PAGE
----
The US has both diplomatic and military options to respond to Russia’s violation of the Intermediate-Range Nuclear Forces (INF) Treaty within the scope of the treaty itself, Vice Chairman of the Joint Chiefs of Staff Gen. Paul Selva told the Senate Armed Services Committee on Tuesday.
“There’s no new intelligence” suggesting that Russia plans to return to compliance with the INF Treaty, Selva told the committee. The Department of Defense plans to present a full range of response options to President Donald Trump after the completion of the ongoing nuclear posture and ballistic missile defense review efforts, he said, which “will take several more months” to complete.
Among possible options, Selva said the US could undertake “research and development efforts to field, but not test, intermediate-range ballistic and cruise missiles within the boundaries of the treaty.” Both Senate and House versions of the 2018 National Defense Authorization Act have anticipated this possibility and would establish a program of record for an intermediate-range ground-launched cruise missile system.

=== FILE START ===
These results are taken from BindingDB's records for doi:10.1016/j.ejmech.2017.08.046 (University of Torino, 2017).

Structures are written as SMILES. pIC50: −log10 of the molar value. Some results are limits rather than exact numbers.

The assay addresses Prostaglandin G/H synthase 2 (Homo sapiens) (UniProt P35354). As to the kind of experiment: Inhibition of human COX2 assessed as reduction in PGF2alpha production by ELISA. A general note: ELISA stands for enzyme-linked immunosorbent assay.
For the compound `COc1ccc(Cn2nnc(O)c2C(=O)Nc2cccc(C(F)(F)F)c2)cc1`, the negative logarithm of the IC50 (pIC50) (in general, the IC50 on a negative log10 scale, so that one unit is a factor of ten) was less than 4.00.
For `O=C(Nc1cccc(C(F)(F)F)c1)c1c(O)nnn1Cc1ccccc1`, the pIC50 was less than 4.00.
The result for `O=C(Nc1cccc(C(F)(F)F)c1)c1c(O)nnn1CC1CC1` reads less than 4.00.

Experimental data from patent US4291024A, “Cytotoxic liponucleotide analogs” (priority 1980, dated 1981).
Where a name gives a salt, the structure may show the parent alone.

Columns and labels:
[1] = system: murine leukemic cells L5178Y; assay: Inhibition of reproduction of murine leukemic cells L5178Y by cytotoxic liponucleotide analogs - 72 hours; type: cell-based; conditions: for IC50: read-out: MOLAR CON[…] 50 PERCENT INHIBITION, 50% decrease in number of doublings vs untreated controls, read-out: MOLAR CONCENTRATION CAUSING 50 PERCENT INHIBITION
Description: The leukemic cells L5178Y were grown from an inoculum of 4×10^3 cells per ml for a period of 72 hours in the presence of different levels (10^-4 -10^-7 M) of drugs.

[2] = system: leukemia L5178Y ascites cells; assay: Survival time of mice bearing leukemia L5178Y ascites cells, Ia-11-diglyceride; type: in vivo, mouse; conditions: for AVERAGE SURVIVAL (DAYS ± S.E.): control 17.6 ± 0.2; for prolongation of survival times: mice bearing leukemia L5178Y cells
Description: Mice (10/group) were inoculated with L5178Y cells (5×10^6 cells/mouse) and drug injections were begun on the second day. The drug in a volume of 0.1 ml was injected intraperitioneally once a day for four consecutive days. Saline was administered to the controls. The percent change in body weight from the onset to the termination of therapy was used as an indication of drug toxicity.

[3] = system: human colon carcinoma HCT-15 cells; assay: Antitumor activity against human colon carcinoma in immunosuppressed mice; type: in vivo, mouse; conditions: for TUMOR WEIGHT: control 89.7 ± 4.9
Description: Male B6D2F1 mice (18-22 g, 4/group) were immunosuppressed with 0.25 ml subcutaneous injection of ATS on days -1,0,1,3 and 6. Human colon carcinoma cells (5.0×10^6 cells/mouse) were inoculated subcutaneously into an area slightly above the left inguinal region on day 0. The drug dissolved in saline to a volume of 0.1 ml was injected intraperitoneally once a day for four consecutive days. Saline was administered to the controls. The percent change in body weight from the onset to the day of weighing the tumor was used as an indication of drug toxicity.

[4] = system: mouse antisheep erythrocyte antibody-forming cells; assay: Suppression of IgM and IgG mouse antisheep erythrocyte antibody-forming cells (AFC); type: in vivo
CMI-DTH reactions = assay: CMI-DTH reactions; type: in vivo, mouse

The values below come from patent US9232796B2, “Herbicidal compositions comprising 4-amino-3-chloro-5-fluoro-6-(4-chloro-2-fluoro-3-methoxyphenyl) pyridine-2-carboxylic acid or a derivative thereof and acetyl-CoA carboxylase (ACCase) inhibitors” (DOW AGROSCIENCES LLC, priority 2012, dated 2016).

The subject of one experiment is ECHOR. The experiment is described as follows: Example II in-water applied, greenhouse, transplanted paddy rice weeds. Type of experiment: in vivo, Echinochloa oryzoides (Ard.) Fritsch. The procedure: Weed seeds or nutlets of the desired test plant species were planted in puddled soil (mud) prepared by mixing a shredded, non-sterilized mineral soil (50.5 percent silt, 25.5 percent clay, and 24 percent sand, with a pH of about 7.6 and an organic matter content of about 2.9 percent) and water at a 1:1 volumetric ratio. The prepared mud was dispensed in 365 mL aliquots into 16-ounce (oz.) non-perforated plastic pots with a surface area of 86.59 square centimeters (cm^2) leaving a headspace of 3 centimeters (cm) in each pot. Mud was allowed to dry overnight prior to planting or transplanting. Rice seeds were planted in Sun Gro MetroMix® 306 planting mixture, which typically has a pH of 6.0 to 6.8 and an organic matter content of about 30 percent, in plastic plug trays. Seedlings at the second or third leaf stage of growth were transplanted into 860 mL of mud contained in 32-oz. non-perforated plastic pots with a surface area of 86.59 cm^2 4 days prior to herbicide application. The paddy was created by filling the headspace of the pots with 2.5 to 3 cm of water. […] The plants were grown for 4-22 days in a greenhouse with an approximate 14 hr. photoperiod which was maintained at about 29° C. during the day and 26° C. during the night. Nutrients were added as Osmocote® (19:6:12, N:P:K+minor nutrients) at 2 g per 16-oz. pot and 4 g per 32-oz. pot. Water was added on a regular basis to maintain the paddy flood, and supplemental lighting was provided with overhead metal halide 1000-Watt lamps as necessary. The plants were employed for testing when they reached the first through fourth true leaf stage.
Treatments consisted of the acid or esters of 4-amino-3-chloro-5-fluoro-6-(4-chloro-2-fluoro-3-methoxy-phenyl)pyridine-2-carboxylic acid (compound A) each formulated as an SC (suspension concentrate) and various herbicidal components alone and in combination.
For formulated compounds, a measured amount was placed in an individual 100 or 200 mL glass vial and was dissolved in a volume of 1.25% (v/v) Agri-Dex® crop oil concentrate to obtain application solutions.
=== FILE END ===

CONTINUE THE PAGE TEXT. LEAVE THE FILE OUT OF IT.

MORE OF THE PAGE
Selva clarified to the committee that the risk of Russia’s violations is strategic more than tactical.
“Given the location of the specific missiles and deployment,” he said, “they don’t gain any advantage in Europe” from their INF-violating ground-launched system.
Nonetheless, he said, “the inability to enforce the standards” of the treaty in this case “renders all other agreements less compelling.” As such, Selva told the senators the US “should use all the tools that exist within the INF treaty” to compel the Russians to return to compliance and maintain strategic balance in nuclear forces.